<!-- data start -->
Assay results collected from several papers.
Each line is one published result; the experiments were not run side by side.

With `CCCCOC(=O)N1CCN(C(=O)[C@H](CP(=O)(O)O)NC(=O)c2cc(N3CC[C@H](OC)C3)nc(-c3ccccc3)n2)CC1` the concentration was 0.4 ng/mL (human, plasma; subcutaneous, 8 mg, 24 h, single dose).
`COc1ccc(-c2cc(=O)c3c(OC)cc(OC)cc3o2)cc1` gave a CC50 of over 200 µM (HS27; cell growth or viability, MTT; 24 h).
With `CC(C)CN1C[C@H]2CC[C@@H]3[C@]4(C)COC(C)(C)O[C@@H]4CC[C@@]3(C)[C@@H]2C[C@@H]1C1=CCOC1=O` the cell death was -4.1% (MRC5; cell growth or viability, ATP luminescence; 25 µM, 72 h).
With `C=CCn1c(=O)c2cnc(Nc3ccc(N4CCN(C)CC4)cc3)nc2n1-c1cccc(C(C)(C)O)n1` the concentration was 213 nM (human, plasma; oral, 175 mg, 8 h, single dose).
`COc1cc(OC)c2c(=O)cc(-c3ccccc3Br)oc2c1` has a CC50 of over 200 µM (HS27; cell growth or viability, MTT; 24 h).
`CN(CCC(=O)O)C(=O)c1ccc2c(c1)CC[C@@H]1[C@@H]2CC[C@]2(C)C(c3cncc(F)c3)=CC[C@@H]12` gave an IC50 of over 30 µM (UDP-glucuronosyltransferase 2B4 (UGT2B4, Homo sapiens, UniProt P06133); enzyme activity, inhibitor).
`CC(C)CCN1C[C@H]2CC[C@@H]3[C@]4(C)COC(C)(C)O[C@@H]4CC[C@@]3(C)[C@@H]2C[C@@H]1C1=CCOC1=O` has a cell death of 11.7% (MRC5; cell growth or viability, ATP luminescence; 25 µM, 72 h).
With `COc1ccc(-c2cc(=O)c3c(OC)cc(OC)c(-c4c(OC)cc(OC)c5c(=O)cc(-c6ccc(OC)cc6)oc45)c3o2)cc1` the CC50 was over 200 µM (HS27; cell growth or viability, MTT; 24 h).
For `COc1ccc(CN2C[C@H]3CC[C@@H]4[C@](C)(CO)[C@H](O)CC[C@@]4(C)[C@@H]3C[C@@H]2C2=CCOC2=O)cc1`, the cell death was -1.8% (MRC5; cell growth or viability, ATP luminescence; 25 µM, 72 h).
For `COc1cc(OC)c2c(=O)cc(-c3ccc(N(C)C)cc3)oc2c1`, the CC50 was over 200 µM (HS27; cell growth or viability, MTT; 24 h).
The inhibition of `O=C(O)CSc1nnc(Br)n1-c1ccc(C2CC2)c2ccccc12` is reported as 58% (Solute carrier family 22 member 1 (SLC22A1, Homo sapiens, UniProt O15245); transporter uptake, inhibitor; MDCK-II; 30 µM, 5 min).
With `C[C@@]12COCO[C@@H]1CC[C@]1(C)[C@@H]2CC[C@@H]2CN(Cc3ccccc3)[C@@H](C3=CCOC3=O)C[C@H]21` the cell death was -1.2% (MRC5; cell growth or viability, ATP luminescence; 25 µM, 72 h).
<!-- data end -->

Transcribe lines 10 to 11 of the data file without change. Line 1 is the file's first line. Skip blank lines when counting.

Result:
With `COc1ccc(-c2cc(=O)c3c(OC)cc(OC)c(-c4c(OC)cc(OC)c5c(=O)cc(-c6ccc(OC)cc6)oc45)c3o2)cc1` the CC50 was over 200 µM (HS27; cell growth or viability, MTT; 24 h).
For `COc1ccc(CN2C[C@H]3CC[C@@H]4[C@](C)(CO)[C@H](O)CC[C@@]4(C)[C@@H]3C[C@@H]2C2=CCOC2=O)cc1`, the cell death was -1.8% (MRC5; cell growth or viability, ATP luminescence; 25 µM, 72 h).